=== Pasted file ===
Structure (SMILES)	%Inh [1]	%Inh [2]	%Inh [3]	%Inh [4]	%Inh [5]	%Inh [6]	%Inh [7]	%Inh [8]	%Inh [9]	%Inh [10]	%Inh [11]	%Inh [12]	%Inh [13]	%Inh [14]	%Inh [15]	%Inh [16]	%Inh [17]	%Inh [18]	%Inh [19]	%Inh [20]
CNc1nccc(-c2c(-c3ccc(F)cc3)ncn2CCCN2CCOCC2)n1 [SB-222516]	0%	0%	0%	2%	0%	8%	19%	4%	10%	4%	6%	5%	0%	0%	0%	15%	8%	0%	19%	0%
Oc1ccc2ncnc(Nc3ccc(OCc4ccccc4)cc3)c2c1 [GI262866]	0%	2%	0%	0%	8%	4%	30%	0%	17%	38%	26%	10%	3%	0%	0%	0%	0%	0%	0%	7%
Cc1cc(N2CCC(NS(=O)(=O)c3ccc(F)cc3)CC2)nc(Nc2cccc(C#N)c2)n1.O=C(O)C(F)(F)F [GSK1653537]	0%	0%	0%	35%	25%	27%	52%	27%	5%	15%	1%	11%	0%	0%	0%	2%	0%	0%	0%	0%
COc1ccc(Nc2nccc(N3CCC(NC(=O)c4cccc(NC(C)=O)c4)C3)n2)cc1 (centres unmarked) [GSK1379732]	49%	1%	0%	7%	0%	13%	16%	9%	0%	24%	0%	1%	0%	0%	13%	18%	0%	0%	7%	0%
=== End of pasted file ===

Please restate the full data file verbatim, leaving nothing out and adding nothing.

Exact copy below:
Structure (SMILES)	%Inh [1]	%Inh [2]	%Inh [3]	%Inh [4]	%Inh [5]	%Inh [6]	%Inh [7]	%Inh [8]	%Inh [9]	%Inh [10]	%Inh [11]	%Inh [12]	%Inh [13]	%Inh [14]	%Inh [15]	%Inh [16]	%Inh [17]	%Inh [18]	%Inh [19]	%Inh [20]
CNc1nccc(-c2c(-c3ccc(F)cc3)ncn2CCCN2CCOCC2)n1 [SB-222516]	0%	0%	0%	2%	0%	8%	19%	4%	10%	4%	6%	5%	0%	0%	0%	15%	8%	0%	19%	0%
Oc1ccc2ncnc(Nc3ccc(OCc4ccccc4)cc3)c2c1 [GI262866]	0%	2%	0%	0%	8%	4%	30%	0%	17%	38%	26%	10%	3%	0%	0%	0%	0%	0%	0%	7%
Cc1cc(N2CCC(NS(=O)(=O)c3ccc(F)cc3)CC2)nc(Nc2cccc(C#N)c2)n1.O=C(O)C(F)(F)F [GSK1653537]	0%	0%	0%	35%	25%	27%	52%	27%	5%	15%	1%	11%	0%	0%	0%	2%	0%	0%	0%	0%
COc1ccc(Nc2nccc(N3CCC(NC(=O)c4cccc(NC(C)=O)c4)C3)n2)cc1 (centres unmarked) [GSK1379732]	49%	1%	0%	7%	0%	13%	16%	9%	0%	24%	0%	1%	0%	0%	13%	18%	0%	0%	7%	0%